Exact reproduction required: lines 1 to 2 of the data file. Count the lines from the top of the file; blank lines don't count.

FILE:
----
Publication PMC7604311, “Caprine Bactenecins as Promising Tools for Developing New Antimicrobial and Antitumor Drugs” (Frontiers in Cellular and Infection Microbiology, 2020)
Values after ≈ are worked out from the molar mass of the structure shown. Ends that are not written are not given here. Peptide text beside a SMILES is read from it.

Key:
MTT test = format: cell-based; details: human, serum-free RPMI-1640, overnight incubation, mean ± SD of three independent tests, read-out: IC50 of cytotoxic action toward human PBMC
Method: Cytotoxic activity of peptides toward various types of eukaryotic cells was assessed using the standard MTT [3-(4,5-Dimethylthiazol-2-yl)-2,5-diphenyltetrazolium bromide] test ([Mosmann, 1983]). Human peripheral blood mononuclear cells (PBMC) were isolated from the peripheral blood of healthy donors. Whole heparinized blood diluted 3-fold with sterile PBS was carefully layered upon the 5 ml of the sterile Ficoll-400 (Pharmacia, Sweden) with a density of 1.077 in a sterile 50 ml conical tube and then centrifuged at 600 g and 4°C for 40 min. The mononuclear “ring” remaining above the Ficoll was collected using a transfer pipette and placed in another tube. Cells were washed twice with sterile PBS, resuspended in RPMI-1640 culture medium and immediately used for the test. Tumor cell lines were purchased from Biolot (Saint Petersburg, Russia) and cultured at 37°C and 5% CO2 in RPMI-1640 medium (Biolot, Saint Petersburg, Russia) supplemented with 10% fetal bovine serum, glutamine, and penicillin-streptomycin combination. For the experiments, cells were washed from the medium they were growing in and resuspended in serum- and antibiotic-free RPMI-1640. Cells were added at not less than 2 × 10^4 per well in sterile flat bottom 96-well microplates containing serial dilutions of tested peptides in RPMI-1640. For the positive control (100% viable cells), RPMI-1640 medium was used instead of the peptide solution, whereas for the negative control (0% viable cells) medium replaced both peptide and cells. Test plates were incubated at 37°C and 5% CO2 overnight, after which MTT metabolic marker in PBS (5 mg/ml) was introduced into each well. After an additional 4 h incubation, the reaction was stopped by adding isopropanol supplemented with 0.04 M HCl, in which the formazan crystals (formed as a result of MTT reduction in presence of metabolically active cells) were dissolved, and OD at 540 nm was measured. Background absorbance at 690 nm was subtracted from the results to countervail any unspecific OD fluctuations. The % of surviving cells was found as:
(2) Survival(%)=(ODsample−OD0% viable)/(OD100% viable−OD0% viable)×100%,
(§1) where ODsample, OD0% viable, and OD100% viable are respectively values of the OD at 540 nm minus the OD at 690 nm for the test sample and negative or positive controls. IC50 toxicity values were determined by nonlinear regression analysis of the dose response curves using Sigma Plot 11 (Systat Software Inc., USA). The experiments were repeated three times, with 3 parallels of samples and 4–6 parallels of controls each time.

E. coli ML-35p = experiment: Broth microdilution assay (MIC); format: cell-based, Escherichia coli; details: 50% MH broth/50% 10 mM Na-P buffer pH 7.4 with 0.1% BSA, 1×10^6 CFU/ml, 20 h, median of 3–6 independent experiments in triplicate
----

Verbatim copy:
Publication PMC7604311, “Caprine Bactenecins as Promising Tools for Developing New Antimicrobial and Antitumor Drugs” (Frontiers in Cellular and Infection Microbiology, 2020)
Values after ≈ are worked out from the molar mass of the structure shown. Ends that are not written are not given here. Peptide text beside a SMILES is read from it.